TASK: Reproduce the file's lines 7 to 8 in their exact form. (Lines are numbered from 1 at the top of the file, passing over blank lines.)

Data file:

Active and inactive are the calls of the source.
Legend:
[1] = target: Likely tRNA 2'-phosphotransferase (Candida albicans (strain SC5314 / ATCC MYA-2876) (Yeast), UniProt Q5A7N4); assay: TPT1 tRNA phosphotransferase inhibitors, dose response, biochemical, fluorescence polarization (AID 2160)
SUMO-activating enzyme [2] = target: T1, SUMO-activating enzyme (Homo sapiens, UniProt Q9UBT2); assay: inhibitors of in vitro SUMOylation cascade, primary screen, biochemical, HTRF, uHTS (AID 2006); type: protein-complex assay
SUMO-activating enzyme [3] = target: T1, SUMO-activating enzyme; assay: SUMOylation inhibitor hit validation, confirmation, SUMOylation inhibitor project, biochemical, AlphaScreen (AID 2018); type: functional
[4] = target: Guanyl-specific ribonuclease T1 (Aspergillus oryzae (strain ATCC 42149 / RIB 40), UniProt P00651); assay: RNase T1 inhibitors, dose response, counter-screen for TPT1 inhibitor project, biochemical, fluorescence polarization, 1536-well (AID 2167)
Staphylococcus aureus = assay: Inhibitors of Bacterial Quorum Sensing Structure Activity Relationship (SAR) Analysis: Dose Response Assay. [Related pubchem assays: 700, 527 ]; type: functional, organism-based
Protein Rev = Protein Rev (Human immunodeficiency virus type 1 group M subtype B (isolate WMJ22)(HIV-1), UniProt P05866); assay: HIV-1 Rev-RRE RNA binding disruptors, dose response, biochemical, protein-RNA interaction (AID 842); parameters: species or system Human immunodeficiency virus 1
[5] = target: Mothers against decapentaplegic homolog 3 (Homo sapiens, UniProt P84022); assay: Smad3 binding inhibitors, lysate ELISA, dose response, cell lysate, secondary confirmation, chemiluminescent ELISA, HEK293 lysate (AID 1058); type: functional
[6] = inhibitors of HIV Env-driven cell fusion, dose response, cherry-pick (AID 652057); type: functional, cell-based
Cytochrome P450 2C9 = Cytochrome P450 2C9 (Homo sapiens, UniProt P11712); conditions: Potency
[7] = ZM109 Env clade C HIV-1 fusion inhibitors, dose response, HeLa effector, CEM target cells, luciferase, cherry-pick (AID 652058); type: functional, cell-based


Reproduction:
Staphylococcus aureus = assay: Inhibitors of Bacterial Quorum Sensing Structure Activity Relationship (SAR) Analysis: Dose Response Assay. [Related pubchem assays: 700, 527 ]; type: functional, organism-based
Protein Rev = Protein Rev (Human immunodeficiency virus type 1 group M subtype B (isolate WMJ22)(HIV-1), UniProt P05866); assay: HIV-1 Rev-RRE RNA binding disruptors, dose response, biochemical, protein-RNA interaction (AID 842); parameters: species or system Human immunodeficiency virus 1